Divorces often go to court if there is an unresolved matter in between, and that is usually the child in question. No matter the age of the child (below their legal age), parents fight for child custody and usually mothers get child custody unless deemed unfit to take care of the child.
But, there are several other reasons why a mother or father may deliberately and willingly sign their parental rights away, like unable to pay financially or physically not being there because of day-long commitments.
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Child Custody and Parental Rights
There is always a custody war between couples when they’re filing for divorce, and when the matter goes to court, the judge decides the custody based on several factors that would benefit the child.
- Emotional and psychological health of the child as per new circumstances
- Whether each parent will promote a parent-child relationship with the other parent
- Whether the parents can communicate effectively
- How much each parent contributed to the child’s upbringing
- How geographically close or far the parents are to each other
- Any other criteria that is significant to the decision
However, parents also have the right to give up their parental rights if they believe they’re not financially, mentally or physically stable to take care of themselves and the child.
When does a Father lose Parental Rights?
Only the court has the authority to terminate rights of the parent, and a father can lose his parental rights if it is proved that his presence harms the child in any way. This is also called involuntary termination of parental rights.
Grounds for termination of parental rights include:
- Child abuse or neglect by the parent
- Willful abandonment of the child
- Failure to pay child support for more than one year
- Placement of the child in the custody of social services for at least six months, during which time the parent willfully fails to pay child support
- The parent’s inability to care for a child due to incapacity
- Failure for a father to provide for or acknowledge a child born outside of a marriage
- A parent’s danger to a child by committing certain felonies, including sex offenses and homicide
- The parent relinquished a child to social services for adoption
If the court has valid reasons to believe that the child may be neglected or abused, the court can involuntarily terminate parental rights of the father, or the mother. The main agenda of the court is to make decisions that benefit the well-being and health of the child.
Can a Father Terminate his Parental Rights?
While undergoing divorce, a father may choose to terminate his parental rights if he wishes to not pay child support and eventually not have anything to do with the upbringing of the child.
There are two major reasons why a father may choose to willingly terminate his parental rights: the child is being sent for adoption, or the father can’t afford to keep the child. That way they can terminate the rights and not pay child support.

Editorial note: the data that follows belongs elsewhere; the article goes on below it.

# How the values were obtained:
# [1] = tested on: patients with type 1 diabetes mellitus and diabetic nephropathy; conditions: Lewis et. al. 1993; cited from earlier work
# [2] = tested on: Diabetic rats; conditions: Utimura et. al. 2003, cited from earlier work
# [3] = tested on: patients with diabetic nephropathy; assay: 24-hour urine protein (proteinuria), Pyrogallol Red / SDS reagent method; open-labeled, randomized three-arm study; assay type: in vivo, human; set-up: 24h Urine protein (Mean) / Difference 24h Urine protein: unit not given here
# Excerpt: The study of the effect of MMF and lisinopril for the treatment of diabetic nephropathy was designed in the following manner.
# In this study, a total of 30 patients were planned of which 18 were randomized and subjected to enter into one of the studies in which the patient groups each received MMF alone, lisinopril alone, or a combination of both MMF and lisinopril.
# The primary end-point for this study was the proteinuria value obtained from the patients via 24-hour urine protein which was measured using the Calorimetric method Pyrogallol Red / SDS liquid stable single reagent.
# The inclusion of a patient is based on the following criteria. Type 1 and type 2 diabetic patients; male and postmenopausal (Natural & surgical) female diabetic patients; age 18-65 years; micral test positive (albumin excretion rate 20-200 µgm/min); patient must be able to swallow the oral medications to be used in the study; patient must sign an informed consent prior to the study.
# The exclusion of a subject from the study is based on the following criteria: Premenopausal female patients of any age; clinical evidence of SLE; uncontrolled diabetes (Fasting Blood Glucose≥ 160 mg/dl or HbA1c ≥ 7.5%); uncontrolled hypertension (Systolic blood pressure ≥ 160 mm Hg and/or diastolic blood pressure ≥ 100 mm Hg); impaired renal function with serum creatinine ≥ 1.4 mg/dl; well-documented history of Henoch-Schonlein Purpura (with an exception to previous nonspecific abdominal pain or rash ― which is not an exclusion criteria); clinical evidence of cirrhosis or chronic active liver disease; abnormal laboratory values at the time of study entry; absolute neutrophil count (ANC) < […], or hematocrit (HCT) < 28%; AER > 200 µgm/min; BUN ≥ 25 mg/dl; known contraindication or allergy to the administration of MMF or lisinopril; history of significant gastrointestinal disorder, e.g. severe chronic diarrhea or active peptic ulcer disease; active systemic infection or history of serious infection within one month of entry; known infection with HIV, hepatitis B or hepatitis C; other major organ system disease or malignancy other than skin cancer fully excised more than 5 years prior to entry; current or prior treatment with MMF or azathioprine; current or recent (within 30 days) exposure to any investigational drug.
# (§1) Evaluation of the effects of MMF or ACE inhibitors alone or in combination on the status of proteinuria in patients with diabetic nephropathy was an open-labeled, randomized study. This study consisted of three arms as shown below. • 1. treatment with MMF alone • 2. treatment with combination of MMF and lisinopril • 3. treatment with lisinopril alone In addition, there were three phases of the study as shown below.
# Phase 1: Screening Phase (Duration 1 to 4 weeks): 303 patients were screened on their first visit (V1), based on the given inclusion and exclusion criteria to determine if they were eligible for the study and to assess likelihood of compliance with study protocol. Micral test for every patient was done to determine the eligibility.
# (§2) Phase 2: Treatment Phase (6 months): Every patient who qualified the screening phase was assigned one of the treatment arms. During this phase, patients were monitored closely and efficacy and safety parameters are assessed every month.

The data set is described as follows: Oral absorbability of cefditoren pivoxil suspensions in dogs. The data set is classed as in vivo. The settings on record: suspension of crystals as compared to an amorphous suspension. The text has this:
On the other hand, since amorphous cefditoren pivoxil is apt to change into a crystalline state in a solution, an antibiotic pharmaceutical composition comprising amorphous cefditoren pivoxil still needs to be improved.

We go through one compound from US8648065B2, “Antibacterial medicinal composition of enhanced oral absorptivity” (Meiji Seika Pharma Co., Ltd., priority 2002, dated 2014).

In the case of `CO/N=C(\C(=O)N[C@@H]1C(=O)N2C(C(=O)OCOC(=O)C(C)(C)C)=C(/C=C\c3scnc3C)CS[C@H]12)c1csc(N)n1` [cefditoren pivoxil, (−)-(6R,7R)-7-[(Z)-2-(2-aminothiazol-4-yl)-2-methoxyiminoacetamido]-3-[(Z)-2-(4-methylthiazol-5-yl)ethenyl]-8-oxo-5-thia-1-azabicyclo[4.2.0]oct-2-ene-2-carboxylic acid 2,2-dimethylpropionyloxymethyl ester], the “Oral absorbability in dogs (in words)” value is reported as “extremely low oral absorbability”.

A father can willingly sign his rights away by filing a petition, filling out forms and heading towards the right court that will handle the case. Filing the paperwork may cost you in between $200-$500 depending on the jurisdiction.
The case is fought in the court and the judge gives an order. If the father’s petition is responded to in a favourable manner, meaning the court agrees to terminate the rights of the father, the father has no legal responsibility of the child. He has no say in any of the decisions regarding the child, or any input in his religious or societal changes. Moreover, he will lose any custody and visitation rights, and will have no say in who adopts the child in the future.
Mother Giving up Parental Rights
Being a mother, or being a parent isn’t an easy job. You have a whole human to take care of which means giving them education, healthcare and your unconditional love without expecting anything else in return.
Giving up full custody of the child means that the mother can no longer play an active part in the decision making of the child’s life, and everything will then be done by the father.
There are two types of custody: physical custody and legal custody. Physical custody is where the child lives physically, with their guardian, and legal custody gives certain decision making rights about the child. Even if a mother gives up full custody of her child, she can still obtain visitation rights and certain privileges.
If a mother voluntarily gives up parental rights or loses custody of the child, she is still required to contribute financially to the child, known as child support. Depending on how much she earns and what amount the court has fixed for the case, she is still required to pay for child support.
Sign Over Parental Rights Forms
If a parent wishes to sign over their parental rights, they can simply do so by searching for the forms online, or click here for a fillable version of the form.
Termination of parental rights form can be obtained from this link, click here.
The form asks for all important personal questions that the parent is required to answer, and then they are required to sign it at the end. You can submit it online and wait for a notification regarding this then.
The process for legally ending your rights depends on who will be caring for the child. If the child will remain in the care of one parent, you can sign a domestic contract giving the child’s custodial parent sole custody. This will allow that parent to be solely responsible for health, travel, educational and other care decisions for the child without requiring your consent.
A mother can give up custody or a father could give up his parental rights to avoid paying child support, and that too legally. But that will strip them of their rights with the child including any daily involvement, decisions regarding education and healthcare and even visitation hours.